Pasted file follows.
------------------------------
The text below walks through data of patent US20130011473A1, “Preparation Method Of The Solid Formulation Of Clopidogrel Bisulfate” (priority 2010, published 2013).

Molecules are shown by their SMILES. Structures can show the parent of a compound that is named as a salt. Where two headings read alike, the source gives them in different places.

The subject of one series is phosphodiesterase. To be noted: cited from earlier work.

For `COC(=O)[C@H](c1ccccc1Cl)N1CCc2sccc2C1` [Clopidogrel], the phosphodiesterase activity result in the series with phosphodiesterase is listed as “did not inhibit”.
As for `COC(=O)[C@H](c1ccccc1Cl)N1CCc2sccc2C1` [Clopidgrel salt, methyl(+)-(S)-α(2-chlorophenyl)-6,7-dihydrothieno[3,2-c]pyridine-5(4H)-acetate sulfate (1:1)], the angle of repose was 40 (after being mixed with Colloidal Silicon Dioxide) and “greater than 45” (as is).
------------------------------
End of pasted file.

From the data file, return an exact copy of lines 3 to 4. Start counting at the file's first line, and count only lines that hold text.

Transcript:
The subject of one series is phosphodiesterase. To be noted: cited from earlier work.

For `COC(=O)[C@H](c1ccccc1Cl)N1CCc2sccc2C1` [Clopidogrel], the phosphodiesterase activity result in the series with phosphodiesterase is listed as “did not inhibit”.